“We can speak better to corporate needs and priorities if we focus on learning, rather than training,” writes Stefaan Van Hooydonk. “We can produce better impact if we focus on people, rather than learners. We can provide more opportunities to learn if we think of resources, than courses.”
Excerpts from Human Resource Director’s article:
“The stark reality is that many organisational training programmes continue to focus on a one-size-fits-all paradigm, resulting in one-size-not-fitting-anyone. Assembly-line learning courses and methods are passé. New forces have come into play and are fundamentally transforming the world of work. At the centre of a new reality being heralded by the 4th Industrial Revolution is the employee, and technology is the new disruptor. Employees are increasingly required to change their skills at an accelerating pace. What’s more, they are willing to learn new skills or completely retrain for that much-needed competitive edge.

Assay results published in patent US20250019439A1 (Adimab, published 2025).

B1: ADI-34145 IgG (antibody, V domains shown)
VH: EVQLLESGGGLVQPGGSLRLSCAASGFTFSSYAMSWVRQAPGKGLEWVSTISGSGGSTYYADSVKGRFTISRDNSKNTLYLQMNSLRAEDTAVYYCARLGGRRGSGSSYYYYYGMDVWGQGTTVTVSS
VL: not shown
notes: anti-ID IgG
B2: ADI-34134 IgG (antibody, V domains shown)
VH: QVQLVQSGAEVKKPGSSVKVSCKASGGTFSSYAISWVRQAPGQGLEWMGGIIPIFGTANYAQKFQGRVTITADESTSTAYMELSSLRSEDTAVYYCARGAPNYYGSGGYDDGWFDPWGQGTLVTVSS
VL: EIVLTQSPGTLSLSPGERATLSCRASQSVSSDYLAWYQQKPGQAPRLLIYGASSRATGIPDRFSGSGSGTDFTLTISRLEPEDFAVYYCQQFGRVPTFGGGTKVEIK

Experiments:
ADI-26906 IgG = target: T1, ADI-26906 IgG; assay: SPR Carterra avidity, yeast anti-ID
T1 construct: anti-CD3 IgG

Companies are now realising that their current and immediate needs are not going to be solved by a prescriptive training model. It is crucial that we move from a prescribed to an autonomous model, from training to learning. The learning opportunities should be identified and enhanced by curating experiences specific to employees’ skillsets.
Companies should hone in on their employees’ ‘what’ and offer them more autonomy to pursue skills that are specific to them. While this particular approach does not provide career-specific plans, it does offer a direction for an individual to follow in developing specific skills or capabilities in an area of their interest. It puts the employee in the driver’s seat.”
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